The glob-trotting CEO Lu Jin (Kaneshiro), arrives in Shanghai to assess the buy-out of a boutique hotel nestling in the city center, a choosy gourmet, he is overtaken by the dishes prepared by a young chef of the hotel, Gu Shengnan (Zhou Dongyu), with whom he develops a mutual attraction through the food-ordering-and-preparing contest and consecutively a preposterous co-habitation (sans physical contact though) in the latter's center-located oldish apartment, until a hiccup temporarily severs their growing romance, before a climatic confession routinely rigged up to bring them together. Yes, a synopsis can be applied to most commodities in its often derogated genre.

Lu Jin is not a nice person, obnoxious, disengaged, an insufferable obsessive-compulsive germaphobe, but since he is played by a spiffy Takeshi Kaneshiro, all can be forgiven (his repugnant personality has his upbringing to answer for), not to mention his $350 billion net worth, and all thing considered, he is just a lonesome, friendless man who is fostered to have no emotion connection with anyone because of his wealth and status, which will come undone thanks to a slightly loopy girl, who has only 5-year experience in the culinary business but inexplicably can tame his über-demanding stomach.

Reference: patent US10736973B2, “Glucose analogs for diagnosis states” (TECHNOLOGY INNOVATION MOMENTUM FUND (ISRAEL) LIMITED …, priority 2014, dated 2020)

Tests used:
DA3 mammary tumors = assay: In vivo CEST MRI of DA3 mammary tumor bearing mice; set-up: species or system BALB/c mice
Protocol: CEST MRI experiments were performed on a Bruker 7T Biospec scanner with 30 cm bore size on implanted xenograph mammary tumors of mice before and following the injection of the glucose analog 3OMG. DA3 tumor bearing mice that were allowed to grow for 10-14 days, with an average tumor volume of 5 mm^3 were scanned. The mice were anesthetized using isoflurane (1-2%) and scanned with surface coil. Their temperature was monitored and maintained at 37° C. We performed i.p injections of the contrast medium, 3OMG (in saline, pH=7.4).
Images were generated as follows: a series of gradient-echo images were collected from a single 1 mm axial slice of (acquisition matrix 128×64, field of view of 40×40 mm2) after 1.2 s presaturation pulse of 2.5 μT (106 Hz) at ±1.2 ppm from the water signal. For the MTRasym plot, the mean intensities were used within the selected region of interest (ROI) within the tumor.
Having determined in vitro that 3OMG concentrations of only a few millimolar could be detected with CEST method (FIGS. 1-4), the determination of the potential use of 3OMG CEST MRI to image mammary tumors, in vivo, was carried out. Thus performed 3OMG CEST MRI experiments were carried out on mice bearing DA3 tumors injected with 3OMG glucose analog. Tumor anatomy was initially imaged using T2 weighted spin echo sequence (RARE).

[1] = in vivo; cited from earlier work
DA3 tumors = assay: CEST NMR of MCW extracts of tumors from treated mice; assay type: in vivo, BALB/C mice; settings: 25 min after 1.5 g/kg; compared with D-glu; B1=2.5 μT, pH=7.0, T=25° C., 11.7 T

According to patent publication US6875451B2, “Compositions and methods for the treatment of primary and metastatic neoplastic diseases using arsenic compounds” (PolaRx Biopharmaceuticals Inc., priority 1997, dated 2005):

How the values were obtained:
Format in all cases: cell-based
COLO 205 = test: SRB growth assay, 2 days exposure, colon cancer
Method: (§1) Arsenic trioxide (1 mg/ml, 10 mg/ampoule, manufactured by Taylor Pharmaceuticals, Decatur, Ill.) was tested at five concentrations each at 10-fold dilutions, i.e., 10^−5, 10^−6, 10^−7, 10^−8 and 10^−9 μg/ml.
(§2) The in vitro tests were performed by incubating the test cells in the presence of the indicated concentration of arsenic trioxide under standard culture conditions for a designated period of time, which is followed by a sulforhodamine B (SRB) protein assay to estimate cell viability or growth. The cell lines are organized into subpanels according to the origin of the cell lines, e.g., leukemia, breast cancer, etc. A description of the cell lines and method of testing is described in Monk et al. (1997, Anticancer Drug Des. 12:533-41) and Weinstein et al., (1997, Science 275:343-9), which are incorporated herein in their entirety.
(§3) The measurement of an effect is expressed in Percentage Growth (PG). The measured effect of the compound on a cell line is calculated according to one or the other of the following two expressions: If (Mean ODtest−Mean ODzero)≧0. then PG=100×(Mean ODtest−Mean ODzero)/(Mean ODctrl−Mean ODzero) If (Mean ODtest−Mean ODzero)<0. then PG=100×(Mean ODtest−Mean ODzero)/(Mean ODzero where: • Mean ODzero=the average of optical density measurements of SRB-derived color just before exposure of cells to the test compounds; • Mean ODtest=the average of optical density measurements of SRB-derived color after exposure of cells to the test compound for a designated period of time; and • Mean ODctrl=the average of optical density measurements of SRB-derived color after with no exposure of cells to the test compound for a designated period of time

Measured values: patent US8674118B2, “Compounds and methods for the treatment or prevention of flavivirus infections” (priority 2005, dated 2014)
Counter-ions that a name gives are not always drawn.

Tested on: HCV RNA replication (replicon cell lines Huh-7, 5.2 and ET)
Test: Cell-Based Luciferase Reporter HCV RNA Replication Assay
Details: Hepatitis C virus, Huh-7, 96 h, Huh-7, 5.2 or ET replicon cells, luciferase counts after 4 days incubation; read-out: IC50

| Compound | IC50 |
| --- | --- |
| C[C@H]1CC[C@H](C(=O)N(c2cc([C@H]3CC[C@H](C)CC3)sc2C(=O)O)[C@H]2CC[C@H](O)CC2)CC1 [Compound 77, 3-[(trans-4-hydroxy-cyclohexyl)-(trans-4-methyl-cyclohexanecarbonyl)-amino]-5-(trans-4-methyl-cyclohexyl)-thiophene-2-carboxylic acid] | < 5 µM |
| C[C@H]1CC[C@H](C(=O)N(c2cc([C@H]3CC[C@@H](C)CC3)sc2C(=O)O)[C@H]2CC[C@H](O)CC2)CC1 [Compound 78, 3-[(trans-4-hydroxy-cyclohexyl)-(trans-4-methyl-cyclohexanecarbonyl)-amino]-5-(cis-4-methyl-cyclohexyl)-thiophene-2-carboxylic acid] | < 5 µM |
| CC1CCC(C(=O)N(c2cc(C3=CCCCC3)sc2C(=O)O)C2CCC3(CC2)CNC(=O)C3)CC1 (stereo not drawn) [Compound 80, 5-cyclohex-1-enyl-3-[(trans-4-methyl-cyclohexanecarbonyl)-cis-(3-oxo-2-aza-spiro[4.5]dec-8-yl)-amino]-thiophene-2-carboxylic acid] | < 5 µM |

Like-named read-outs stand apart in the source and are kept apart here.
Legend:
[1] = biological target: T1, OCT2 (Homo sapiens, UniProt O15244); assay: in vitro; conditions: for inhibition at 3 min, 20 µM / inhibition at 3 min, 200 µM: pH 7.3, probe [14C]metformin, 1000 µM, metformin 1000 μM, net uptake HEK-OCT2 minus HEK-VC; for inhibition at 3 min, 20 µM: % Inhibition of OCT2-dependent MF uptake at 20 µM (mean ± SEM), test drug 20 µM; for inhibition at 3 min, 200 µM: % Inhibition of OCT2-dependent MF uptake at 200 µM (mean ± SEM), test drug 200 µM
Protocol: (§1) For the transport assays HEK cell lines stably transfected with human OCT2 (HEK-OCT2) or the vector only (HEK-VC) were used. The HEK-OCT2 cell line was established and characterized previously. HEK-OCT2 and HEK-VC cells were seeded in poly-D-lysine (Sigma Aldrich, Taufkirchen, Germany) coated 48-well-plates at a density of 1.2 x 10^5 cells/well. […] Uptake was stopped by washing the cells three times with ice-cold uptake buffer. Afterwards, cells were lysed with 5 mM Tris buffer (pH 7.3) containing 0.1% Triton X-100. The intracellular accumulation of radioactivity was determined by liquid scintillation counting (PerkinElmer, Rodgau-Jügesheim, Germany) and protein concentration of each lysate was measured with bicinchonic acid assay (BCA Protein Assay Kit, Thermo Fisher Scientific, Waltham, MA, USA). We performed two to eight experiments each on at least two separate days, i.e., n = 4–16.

It goes without saying that the film's success is predominantly hinged on the performance from the two leads and their chemistry, and the outcome is moderately propitious. Having an 18-year age gap to paper over, a 43-year-old Takeshi Kaneshiro manages to hold court with his impeccable youthful mien, and brings both exigency and absurdity to the fore if he strives to without winking at the facile script. For Zhou Dongyu, who was discovered by Zhang Yimou in UNDER THE HAWTHORN TREE (2010), has now magnificently matured into a young, bankable leading actress of her generation, she is the heroine who precludes the film from sinking into an abysmal vanity project through her vaguely cutesy but visceral outpourings when the movie needs them the most. No room is left for its sidelined peripheral roles though, Chiling Lin is vouchsafed with a glamorized cameo and a much cherished reunion with Takeshi since her screen debut in John Woo's RED CLIFF diptych (2008, 2009).

First-time Hong Kong directer Derek Hui does input a few ingenious brainwaves into the cliché-ridden plot, a trippy folie-à-deux occasioned by consuming poisonous pufferfish has serves both as visual novelty and romantic nectar; choosing a local food market when the crunch arrives hews to the tenet of prioritizing Shanghai's vernacular loci over modernized anonymity; and the setting-sun watching finale is an opportune legerdemain to this unapologetically old-fashioned, overly chaste, roundly castle-in-the-air fluff, and this is exactly what I expected!